The USC Cecil Murray Center for Community Engagement convened a group of prominent women to discuss sexual harassment in the Black Church. The Los Angeles Times covered the #MeToo-inspired gathering, organized by Rev. Najuma Smith-Pollard, program manager for the Murray Center. Ten women in Los Angeles, including ministers and academics, came together for a meeting that the L.A. Times described as resembling “a party, a church meeting and a group therapy session.” Although women outnumber men in the Black Church, Smith-Pollard explained why sexual harassment is a challenge in the Black Church:
“The black church responds to black male clergy like they are demigods, very revered,” said the Rev. Najuma Smith-Pollard, who convened the women as part of her work for the USC Dornsife Cecil Murray Center for Community Engagement.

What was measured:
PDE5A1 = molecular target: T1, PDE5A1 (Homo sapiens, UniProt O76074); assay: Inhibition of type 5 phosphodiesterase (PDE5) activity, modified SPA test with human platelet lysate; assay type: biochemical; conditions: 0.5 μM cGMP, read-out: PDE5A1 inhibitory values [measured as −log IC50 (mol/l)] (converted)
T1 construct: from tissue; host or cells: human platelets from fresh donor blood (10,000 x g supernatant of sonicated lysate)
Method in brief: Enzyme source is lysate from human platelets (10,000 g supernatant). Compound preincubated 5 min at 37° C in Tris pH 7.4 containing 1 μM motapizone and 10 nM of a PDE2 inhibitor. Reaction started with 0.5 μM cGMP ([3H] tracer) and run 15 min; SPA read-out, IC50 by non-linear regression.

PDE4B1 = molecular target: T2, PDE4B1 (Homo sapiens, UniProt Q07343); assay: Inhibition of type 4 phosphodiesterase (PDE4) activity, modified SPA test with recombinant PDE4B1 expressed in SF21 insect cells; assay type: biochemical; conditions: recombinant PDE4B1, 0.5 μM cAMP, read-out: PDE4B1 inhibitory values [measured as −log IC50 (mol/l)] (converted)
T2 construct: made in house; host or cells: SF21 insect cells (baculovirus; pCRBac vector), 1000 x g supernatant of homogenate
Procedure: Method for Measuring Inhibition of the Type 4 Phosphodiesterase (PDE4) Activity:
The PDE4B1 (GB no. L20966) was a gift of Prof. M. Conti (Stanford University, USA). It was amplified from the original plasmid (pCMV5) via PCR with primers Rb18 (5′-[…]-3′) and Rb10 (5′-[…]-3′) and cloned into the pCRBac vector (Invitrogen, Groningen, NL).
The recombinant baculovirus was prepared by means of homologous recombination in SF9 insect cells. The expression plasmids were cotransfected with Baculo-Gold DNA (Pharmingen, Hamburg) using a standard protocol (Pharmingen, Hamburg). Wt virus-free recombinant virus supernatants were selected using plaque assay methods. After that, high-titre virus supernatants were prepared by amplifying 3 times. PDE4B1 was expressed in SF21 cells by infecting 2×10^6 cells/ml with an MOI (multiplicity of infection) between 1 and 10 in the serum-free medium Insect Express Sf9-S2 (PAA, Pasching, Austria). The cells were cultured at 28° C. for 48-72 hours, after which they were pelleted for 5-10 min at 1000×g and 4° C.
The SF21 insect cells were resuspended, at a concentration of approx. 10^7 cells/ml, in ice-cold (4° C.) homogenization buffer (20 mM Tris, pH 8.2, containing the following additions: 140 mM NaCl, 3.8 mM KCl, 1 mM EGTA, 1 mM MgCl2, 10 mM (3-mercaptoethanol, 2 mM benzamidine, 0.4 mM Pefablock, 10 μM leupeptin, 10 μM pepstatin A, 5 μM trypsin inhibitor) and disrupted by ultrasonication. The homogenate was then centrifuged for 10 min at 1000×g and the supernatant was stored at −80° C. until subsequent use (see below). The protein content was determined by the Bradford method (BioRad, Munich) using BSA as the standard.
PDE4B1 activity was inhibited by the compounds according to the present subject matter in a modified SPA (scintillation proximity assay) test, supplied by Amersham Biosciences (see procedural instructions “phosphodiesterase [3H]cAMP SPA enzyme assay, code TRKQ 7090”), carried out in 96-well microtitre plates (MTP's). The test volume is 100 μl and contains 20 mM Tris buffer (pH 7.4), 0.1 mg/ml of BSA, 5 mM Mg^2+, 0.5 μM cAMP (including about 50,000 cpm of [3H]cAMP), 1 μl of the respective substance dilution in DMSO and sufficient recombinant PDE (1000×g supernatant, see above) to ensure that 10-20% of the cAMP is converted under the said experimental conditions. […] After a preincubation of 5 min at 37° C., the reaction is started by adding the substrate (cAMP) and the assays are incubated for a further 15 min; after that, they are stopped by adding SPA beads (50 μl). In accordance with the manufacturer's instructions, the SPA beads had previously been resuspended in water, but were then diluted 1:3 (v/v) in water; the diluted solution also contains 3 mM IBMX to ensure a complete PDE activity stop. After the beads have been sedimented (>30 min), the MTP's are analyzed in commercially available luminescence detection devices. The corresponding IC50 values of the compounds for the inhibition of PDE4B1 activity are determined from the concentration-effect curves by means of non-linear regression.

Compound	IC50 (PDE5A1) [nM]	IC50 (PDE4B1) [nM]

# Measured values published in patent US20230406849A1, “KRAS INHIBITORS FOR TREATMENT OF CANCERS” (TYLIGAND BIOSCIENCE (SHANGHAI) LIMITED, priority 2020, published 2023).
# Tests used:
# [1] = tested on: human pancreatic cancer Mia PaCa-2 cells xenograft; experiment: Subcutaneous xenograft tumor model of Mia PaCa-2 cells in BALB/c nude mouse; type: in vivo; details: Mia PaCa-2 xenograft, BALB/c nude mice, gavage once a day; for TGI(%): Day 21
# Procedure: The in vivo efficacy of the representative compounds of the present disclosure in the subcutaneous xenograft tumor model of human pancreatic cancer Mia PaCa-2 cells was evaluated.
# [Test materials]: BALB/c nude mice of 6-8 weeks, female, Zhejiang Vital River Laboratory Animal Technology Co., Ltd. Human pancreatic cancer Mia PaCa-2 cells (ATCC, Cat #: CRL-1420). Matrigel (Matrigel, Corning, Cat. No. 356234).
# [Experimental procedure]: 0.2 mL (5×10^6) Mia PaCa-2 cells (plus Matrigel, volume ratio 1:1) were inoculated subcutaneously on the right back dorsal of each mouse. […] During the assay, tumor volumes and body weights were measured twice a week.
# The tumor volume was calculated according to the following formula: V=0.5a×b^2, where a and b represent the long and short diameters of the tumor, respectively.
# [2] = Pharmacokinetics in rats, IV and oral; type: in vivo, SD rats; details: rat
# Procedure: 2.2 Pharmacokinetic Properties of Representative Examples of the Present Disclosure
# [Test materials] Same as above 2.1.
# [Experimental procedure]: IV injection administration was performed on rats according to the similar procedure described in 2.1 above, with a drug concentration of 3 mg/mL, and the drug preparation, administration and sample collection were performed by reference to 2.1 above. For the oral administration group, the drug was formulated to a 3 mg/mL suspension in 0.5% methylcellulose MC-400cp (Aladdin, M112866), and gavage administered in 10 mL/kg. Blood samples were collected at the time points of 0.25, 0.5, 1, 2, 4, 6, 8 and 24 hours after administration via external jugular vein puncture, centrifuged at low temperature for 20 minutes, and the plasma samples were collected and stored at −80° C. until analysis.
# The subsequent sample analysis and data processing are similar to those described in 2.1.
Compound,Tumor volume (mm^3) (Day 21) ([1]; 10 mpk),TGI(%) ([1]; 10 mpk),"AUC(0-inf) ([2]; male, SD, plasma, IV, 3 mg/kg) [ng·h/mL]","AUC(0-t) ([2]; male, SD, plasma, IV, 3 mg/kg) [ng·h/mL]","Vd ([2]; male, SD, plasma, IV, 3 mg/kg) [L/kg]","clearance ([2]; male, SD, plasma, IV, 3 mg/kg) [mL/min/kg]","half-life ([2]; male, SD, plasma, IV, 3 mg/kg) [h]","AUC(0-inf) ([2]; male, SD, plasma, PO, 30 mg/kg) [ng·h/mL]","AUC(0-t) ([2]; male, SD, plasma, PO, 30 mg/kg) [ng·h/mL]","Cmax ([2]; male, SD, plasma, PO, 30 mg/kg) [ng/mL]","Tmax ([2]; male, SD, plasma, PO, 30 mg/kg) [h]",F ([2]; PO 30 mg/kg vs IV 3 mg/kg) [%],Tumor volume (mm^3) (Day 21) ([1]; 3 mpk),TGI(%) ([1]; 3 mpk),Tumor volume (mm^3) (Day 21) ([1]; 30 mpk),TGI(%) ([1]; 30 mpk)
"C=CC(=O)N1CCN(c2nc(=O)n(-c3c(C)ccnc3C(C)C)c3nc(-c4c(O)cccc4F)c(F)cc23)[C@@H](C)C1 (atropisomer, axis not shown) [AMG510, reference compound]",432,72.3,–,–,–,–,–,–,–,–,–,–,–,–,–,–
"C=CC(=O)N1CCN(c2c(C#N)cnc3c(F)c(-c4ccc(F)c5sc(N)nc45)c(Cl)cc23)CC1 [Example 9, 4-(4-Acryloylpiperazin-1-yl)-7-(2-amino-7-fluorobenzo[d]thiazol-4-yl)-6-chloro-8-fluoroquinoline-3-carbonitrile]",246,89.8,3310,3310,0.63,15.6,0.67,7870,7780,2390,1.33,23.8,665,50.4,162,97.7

“You don’t rat out your pastor. You don’t bring the man of God down,” she said. “If a pastor is caught in an indiscretion, sometimes he gets moved, but a lot of black churches are not organizationally led, there is no board, so even if there is misconduct, there is nowhere to turn.”
Even now, she said, a woman is likely to be asked, “ ‘What did you do to provoke it?’ The message I kept hearing growing up was, ‘Pull your skirt down, close your legs.’”